Are People Really Afraid to Change?

WRITTEN BY Mike Cottmeyer



But here is my take.

I think most people are reasonable.

If there is a better way to do something, they’ll consider it.

Just because they resist, doesn’t mean they are afraid.

It might mean you haven’t made a compelling case.

It might mean that they have legitimate constraints that you haven’t taken into consideration.

It might mean that they don’t value the same things you value.

It might mean their priorities aren’t the same as your priorities.

It might mean you haven’t created enough safety.

Sometimes we show up with a shiny new hammer and want to think that everything is a nail.

We are past the early adopter phase.

We aren’t talking about small startups here.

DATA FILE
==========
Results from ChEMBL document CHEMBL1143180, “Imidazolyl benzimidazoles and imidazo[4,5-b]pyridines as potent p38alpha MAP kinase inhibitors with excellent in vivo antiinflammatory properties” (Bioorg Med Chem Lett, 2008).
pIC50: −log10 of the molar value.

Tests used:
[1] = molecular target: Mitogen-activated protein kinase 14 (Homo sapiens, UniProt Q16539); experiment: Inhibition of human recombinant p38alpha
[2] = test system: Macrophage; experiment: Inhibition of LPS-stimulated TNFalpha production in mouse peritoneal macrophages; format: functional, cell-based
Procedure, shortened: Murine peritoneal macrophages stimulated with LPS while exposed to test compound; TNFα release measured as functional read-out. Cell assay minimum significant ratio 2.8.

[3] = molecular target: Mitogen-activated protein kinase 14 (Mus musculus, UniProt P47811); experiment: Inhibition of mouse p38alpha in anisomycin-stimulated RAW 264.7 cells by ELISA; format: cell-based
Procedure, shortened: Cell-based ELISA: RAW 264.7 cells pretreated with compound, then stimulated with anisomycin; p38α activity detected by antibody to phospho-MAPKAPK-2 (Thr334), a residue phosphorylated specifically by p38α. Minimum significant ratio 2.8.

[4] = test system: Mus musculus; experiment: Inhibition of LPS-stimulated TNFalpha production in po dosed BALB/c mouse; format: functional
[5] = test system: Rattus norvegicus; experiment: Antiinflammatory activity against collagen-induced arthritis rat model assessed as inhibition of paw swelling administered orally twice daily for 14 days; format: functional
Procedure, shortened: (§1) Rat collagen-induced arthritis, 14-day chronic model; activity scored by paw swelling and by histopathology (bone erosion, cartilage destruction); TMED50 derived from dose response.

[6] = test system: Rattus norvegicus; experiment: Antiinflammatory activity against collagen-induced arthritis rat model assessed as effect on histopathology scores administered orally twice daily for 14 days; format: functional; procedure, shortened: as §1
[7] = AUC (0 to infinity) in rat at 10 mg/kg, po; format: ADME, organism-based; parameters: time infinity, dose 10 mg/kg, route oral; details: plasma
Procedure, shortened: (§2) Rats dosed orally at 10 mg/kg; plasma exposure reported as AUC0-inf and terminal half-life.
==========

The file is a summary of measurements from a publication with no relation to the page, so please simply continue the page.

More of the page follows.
We are talking about large organizations that have been building software for a long time.

There is technical debt.

There is legacy code.

There is a legacy organization.

We are talking about large scale organizational refactoring.

That can be scary.

How do we make it safe?

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1 comment on “Are People Really Afraid to Change?”

  1. David Rubin


    Thanks for this post. I see this often. Much of the resistance to change is the direct result of poor communication of the change. Everybody wants to do their work better. Everybody wants easier processes. In many cases, however, the creator of the processes isn’t the user of the process. Trust is absent. Communication is broken. Failure is imminent.

    I find that talking to people like the intelligent human beings they are gets me most of the way there. Having a good plan that’s been created by all stakeholders fills in the rest.